Worry, Stress, Anxiety: Different or Same?

COVID-19 Impacts of Mental Health

During times of uncertainty, such as the events of COVID-19, many will worry and stress over the uncertainties. Worrying, stressing, and being anxious can sometimes hinder your ability to function. While the three words may seem the same, they are very much different.

During this tidal wave of COVID-19 precautions, there are many things that people have concerns over. Some people might say, “What could people have to stress or worry about? All they have to do is stay at home. Well, for many, this situation is most detrimental as they may have the additional worry of daily life struggles like; finding a place to sleep for the night or when their next meal is going to be. For others, stress may arise by merely attempting to solve a math problem, something that a lot of parents may be doing more of as they are now homeschool teachers.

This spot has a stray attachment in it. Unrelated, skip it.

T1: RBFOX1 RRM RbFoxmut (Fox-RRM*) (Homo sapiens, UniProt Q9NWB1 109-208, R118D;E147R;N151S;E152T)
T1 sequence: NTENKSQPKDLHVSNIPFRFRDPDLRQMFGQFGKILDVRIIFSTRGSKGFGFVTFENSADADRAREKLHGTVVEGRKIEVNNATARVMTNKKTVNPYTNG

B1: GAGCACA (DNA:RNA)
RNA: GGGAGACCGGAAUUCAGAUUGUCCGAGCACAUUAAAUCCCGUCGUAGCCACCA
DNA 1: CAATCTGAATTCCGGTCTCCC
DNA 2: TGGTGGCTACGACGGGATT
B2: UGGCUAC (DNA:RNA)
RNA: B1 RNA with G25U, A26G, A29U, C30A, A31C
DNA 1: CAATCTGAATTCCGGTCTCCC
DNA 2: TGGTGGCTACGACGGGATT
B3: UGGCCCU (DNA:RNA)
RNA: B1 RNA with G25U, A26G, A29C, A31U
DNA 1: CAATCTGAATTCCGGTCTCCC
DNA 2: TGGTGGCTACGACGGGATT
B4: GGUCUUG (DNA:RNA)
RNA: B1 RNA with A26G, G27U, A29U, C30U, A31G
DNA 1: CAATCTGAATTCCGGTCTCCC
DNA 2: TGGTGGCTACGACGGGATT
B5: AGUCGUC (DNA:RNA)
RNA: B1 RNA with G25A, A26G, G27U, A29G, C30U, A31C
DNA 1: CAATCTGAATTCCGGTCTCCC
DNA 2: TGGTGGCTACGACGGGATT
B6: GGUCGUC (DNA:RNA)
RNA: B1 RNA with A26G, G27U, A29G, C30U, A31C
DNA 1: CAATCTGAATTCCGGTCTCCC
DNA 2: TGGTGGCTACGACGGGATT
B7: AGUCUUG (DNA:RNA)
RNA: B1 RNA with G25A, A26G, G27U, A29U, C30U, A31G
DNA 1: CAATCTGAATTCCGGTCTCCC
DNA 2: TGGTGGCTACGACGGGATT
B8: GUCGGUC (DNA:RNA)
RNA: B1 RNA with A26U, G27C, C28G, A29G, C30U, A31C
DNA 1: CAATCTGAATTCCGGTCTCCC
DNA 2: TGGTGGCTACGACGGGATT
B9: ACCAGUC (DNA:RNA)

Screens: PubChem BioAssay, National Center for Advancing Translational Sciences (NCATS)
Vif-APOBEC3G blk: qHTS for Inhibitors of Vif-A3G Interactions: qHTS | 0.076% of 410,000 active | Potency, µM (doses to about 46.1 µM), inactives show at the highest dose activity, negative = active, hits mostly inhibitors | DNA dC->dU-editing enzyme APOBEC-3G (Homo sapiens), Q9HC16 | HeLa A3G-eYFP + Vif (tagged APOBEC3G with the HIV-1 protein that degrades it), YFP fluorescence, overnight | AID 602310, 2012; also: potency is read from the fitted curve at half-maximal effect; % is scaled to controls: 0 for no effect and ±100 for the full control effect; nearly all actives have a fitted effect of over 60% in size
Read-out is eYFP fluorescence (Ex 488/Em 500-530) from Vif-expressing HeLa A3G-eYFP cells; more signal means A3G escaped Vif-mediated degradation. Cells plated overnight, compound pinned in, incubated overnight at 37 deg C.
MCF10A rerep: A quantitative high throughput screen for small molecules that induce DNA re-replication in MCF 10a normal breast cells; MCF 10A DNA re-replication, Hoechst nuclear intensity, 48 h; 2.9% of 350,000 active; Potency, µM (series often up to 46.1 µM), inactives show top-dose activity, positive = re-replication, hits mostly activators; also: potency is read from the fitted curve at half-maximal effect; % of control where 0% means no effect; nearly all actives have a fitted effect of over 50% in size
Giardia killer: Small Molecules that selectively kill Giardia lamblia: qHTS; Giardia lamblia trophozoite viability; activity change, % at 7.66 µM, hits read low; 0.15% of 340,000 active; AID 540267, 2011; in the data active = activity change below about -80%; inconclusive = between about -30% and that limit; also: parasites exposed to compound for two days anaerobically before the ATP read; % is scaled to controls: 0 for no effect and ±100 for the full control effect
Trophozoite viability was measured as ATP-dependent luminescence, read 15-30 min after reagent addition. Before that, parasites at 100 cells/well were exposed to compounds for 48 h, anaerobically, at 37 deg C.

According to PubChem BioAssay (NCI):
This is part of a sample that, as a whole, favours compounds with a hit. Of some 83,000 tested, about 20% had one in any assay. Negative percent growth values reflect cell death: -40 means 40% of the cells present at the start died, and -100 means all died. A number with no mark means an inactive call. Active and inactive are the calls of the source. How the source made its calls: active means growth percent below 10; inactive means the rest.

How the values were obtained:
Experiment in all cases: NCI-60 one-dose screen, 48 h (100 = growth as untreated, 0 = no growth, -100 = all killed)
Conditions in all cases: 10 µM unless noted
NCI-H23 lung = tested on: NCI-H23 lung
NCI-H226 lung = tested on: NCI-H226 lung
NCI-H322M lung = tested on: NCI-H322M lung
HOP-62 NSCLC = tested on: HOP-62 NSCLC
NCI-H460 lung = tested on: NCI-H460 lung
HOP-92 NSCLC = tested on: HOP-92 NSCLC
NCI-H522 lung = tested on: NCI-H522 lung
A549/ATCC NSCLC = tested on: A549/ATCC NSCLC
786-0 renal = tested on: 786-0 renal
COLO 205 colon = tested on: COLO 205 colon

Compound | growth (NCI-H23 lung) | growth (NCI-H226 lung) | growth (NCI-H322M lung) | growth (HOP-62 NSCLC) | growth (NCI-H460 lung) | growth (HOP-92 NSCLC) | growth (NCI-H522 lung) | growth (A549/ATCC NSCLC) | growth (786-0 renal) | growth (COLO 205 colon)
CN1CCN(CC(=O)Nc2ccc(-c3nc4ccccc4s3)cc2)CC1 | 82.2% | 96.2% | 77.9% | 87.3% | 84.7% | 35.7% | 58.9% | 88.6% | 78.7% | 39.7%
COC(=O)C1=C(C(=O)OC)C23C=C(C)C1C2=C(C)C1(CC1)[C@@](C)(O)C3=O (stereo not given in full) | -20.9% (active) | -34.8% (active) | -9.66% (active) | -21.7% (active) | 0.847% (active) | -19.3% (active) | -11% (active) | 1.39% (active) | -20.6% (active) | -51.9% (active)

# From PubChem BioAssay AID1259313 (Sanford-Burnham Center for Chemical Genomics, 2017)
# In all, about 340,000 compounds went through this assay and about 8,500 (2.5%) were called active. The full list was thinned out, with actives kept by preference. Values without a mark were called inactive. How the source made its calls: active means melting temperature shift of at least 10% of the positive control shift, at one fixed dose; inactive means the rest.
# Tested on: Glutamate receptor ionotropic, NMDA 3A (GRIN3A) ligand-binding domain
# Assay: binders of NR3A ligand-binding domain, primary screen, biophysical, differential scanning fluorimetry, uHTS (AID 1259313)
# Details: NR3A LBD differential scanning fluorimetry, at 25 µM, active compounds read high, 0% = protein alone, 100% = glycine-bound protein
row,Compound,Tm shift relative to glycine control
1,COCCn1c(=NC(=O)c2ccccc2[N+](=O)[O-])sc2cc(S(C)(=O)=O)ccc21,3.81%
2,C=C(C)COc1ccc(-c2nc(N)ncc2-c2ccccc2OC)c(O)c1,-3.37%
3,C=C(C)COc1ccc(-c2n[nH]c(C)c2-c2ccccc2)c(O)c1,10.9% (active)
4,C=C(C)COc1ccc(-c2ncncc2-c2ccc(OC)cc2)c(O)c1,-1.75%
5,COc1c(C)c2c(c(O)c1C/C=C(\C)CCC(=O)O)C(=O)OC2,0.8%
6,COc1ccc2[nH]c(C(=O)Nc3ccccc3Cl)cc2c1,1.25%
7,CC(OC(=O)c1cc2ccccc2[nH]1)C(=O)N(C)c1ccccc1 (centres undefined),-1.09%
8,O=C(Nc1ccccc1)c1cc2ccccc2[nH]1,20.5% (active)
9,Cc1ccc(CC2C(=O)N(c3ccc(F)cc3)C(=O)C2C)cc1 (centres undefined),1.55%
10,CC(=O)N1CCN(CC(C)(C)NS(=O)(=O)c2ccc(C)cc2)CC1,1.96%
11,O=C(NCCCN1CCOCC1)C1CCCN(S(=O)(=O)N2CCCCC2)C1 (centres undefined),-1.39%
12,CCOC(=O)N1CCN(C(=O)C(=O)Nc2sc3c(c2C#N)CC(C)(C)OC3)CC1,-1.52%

Everyone is different and will react to the COVID-19 situation differently. Some may worry, stress, or feel anxious about their new normal, and that’s ok.

Here are the differences between the three and the ways to cope:

What are the differences between worry, stress, and anxiousness?

Feeling worried is how the body calms down to handle the problem(s) at hand, such as thinking about and dwelling on the uncertainties/possible adverse outcomes.

Stress is a physical symptom that can put your body into fight or flight mode.

Anxiousness is a constant feeling of stress and worry.

If you are worried:

  • Write your worries down
  • Make a next step/action plan
  • Limit the amount of time to worry

If you are stressed:

  • Exercise
  • Refocus on what you can control
  • Complete what you can

If you are anxious:

  • Eat healthy with limits to sugar, caffeine, or alcohol
  • Think happy thoughts or do things that will force you to think about something other than the issue.
  • Play – Play with pets, kids, do something that will distract yourself.

Source: World Health Organization